Finding Carers/Support Workers
How you source carers, depends on the funding package you are receiving.
Service Providers: If you use a service provider such as Spectrum Care or Idea Services, the provider will source suitable trained carers for you. However there will be very little flexibility around carer's work hours as their availability will be based on a set timetable.
Individualised funding: If you are interested in a more flexible system and you are able and willing to manage your child’s funding - and wish to have more control over how it is used - you can ask your NASC about Individualised funding. Being in charge of your child’s funding and employing your own carers gives you more flexibility.
MyCare is the national matching service which you can join for free. It will match up your profile/job description with potential workers close to your location. It is a free service for NZ Angelman families.
The Angelman Network recommends these NZ support organisations
It is advisable for all New Zealanders caring for a person who has AS, to join the Complex Care Group. They are a support and information network run for carers by carers who look after their own children with complex needs. While largely focused on providing up-to-date information and support to carers to navigate the many challenges they face, they are also responsible for communicating to Ministry of Health, funders and other providers, the needs of this group. Their website is a mine of information directly relevant to families in NZ.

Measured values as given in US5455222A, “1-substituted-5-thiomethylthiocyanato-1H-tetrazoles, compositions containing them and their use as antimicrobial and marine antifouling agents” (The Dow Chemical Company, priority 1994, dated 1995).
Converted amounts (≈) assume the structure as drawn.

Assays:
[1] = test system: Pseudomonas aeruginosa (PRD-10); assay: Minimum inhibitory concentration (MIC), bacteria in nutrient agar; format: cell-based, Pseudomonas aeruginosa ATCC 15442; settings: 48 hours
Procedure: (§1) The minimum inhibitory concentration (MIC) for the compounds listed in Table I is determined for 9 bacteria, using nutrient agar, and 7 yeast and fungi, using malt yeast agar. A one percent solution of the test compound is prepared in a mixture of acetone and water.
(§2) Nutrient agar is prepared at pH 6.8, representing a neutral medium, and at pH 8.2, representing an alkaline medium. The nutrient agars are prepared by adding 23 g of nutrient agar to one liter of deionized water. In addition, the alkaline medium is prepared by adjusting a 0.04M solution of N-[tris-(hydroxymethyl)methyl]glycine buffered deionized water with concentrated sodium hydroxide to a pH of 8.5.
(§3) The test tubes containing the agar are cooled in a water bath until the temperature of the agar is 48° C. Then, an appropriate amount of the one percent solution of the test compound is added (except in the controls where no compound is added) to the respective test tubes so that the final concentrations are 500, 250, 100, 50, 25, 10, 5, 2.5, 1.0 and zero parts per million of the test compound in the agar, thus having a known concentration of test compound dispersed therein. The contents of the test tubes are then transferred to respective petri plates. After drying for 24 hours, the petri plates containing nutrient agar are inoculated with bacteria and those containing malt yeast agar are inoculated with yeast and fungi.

Provides information, advice, learning and support for families of people with health and disability needs. Download their resource -
Disability Connect is the new trading name of Parent and Family Resource Centre Inc. Sign up on their website for an e-bulletin and notifications about free seminars and workshops. Check out their resources.
This is a New Zealand-wide organisation which provides advice, information and support to parents of children with any disorder. They can also put you in touch with other families living with the same condition.